Sexual assaults of women living on the streets are a frequent occurrence, I later learned, and they also can lead to debt — vast amounts of debilitating, suffocating debt. The cost of my ambulance rides to various hospitals as a result of that trauma amounted to nearly $4,000. The hospital bills for subsequent treatment were over $48,000, charged to me, as hospital administrators later said, because I “refused” to talk and therefore they didn’t know I was homeless.
I spent the first year of my homelessness suffering abuse; I spent most of the second year behind bars. After a complaint that I had bathed in a public river near Salt Lake City, I was incarcerated from September 2016 to March 2017. Although debtors’ prisons were officially abolished in America in 1833, I paid my fines by sitting in an 8-by-10-foot cell for six months.
In April 2017, a nonprofit group called Journey of Hope helped me find a home. I began earning $11 an hour as a clerk at a grocery store in Salt Lake City, and I rented a spare bedroom in a private home for a year. When that agreement ended, I rented an apartment, for which I had to pay double the deposit because my credit had taken a hit from the ambulance charges I had not known I accrued. I had mistakenly thought that since I had been homeless, the bill would be forgiven. A local church agreed to help me with the security deposit for the apartment, but after about a year there, the IRS came after me for penalties due on taxes I had already paid. The agency said I owed $2,300 in fines.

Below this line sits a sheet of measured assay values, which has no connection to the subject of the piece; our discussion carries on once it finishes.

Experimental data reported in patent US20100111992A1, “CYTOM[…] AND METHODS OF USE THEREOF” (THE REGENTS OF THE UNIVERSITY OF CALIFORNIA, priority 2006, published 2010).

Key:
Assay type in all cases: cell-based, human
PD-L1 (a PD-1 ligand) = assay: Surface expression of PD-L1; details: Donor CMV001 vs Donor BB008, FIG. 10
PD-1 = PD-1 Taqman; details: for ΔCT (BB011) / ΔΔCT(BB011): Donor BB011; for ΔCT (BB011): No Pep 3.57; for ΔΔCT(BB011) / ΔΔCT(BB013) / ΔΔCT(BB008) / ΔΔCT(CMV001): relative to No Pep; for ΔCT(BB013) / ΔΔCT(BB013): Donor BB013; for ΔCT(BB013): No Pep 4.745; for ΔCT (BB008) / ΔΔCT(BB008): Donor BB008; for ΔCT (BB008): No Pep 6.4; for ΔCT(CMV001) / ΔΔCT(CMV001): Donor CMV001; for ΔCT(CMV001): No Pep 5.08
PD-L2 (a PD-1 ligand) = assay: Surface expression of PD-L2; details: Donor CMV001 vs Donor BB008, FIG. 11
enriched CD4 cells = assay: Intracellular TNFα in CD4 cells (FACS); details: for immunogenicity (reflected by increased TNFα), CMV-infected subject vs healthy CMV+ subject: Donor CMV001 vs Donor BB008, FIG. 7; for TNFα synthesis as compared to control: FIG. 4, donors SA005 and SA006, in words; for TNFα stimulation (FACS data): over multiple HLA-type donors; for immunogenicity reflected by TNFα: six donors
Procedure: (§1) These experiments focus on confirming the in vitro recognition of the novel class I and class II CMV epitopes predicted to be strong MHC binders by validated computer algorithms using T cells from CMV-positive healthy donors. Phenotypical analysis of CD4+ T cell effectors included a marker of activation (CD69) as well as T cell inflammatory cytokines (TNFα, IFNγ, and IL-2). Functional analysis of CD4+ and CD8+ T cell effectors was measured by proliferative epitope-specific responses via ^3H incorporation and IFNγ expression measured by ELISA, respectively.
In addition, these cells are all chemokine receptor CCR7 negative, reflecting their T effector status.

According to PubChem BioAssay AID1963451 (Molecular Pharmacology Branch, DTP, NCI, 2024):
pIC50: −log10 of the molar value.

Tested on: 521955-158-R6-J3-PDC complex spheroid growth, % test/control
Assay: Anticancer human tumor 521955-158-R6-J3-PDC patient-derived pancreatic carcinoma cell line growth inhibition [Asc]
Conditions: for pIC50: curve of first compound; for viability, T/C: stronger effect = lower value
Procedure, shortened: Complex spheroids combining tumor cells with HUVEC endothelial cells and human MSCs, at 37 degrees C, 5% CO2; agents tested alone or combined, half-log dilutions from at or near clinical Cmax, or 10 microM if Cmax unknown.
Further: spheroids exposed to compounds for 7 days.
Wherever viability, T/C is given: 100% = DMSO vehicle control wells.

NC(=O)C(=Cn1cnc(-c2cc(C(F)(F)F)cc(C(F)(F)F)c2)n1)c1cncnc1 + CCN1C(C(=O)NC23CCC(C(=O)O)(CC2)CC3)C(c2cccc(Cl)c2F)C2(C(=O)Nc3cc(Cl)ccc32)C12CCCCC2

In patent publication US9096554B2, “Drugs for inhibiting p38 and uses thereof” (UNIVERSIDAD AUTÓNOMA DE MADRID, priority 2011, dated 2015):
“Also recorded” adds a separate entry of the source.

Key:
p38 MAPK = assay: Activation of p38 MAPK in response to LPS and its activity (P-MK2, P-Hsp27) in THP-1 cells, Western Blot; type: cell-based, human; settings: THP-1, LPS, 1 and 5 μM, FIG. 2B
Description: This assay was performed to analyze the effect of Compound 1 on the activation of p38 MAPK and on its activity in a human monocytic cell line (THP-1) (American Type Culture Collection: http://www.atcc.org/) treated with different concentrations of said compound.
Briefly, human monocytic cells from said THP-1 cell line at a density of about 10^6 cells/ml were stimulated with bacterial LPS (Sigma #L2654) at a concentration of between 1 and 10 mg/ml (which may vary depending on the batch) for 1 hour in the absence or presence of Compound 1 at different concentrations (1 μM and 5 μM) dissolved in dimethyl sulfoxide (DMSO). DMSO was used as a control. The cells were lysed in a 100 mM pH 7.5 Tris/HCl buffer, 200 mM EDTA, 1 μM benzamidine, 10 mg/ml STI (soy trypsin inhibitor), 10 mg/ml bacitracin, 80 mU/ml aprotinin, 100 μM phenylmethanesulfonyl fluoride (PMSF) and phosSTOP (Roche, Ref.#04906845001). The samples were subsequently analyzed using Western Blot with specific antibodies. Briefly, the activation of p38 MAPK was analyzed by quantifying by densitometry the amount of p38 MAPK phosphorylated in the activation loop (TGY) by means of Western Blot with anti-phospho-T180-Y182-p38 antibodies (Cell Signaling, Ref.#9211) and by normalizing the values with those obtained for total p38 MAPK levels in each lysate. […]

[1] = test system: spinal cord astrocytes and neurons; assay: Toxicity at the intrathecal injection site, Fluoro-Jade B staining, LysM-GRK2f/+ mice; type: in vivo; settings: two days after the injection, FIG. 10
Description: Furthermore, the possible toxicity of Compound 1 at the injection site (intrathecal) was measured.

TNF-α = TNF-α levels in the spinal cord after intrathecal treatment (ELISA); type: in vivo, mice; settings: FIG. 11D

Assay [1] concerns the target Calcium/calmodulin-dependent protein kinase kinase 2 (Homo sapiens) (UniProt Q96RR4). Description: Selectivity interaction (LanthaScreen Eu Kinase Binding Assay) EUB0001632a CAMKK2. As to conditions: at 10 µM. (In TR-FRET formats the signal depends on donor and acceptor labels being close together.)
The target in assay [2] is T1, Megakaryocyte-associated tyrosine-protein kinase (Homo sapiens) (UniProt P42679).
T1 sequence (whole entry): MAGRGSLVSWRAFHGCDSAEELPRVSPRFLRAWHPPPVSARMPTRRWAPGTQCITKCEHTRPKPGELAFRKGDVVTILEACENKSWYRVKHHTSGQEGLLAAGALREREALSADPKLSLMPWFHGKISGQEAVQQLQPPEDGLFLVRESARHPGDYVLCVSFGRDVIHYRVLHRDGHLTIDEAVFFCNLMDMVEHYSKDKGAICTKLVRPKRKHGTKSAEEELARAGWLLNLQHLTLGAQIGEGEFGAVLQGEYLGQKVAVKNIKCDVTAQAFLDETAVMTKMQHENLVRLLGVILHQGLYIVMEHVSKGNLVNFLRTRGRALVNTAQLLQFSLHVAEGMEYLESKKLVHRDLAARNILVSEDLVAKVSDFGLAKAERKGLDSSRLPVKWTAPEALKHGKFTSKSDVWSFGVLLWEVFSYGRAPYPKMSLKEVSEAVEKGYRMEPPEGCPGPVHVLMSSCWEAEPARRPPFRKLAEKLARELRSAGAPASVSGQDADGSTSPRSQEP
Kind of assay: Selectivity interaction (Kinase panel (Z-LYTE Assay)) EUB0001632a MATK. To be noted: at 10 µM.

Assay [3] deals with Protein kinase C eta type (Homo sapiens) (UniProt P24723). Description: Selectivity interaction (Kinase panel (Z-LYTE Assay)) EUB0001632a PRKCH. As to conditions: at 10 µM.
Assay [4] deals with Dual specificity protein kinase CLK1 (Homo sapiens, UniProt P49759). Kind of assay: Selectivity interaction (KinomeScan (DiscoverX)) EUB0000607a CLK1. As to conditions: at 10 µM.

I called an accountant I consulted during my years as a business owner, and he offered to help for free. “What were you supposed to do, file your taxes while being held hostage in a storage shed?” he told me.
In the middle of all this, I went to a nonprofit group in Salt Lake City that helps people with their credit, and its financial advisers noticed that two of the ambulance rides were placed for collection on the same day, for almost the exact same amount, leading them to suspect that I had been charged twice for the same trip. Having started to work as a journalist again, I called the ambulance company to question the charges and made it known that I was writing a story about my experience with ambulance debt. Within weeks, the bills were dropped.
At that point, I thought I had put the debt of homelessness behind me. My credit score was in great shape again. But then, in the summer of 2021, another threat to my financial health arrived in the mail. A letter from a debt collection service said I owed $48,253 for the treatment I received during the time I was homeless.
Once again, my credit score plummeted. And once again, I fell back on my reporting skills and the power of the press. I wrote to the hospital and was upfront in saying that I was writing a story about the challenges I had faced. Why, I asked, are you billing me, when I was homeless and you could have billed Medicaid or written the bill off as charity?